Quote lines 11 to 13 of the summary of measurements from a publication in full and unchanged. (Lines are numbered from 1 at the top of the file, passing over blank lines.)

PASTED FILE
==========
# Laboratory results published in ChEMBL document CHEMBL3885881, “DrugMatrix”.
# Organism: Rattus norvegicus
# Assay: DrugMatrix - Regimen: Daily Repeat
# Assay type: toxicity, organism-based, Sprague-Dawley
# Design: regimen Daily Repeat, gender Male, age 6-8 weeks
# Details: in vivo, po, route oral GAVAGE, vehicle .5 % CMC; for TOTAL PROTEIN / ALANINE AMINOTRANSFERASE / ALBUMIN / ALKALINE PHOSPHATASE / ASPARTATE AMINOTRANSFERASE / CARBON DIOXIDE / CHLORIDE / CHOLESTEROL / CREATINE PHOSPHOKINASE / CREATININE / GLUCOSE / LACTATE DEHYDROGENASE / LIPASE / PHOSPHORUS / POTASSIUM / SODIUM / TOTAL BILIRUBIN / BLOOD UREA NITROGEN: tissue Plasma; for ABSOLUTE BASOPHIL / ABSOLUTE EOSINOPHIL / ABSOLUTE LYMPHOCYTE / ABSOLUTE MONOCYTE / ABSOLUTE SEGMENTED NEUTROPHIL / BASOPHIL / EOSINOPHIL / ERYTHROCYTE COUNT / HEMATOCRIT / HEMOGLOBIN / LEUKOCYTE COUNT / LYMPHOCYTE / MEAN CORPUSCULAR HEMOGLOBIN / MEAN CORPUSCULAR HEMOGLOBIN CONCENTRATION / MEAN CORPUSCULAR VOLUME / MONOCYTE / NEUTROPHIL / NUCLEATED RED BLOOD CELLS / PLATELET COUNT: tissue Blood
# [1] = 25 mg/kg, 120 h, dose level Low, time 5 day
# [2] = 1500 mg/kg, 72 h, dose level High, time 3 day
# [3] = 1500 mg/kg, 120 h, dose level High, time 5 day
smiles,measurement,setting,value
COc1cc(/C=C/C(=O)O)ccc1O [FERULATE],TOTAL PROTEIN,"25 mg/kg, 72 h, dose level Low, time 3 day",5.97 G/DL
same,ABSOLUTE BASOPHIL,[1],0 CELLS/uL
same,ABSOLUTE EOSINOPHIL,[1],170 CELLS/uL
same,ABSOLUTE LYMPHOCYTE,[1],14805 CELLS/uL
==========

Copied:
COc1cc(/C=C/C(=O)O)ccc1O [FERULATE],TOTAL PROTEIN,"25 mg/kg, 72 h, dose level Low, time 3 day",5.97 G/DL
same,ABSOLUTE BASOPHIL,[1],0 CELLS/uL
same,ABSOLUTE EOSINOPHIL,[1],170 CELLS/uL